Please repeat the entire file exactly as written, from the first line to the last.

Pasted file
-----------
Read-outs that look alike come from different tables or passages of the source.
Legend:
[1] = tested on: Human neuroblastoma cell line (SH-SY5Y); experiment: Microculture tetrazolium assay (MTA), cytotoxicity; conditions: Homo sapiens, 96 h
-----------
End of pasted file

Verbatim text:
Read-outs that look alike come from different tables or passages of the source.
Legend:
[1] = tested on: Human neuroblastoma cell line (SH-SY5Y); experiment: Microculture tetrazolium assay (MTA), cytotoxicity; conditions: Homo sapiens, 96 h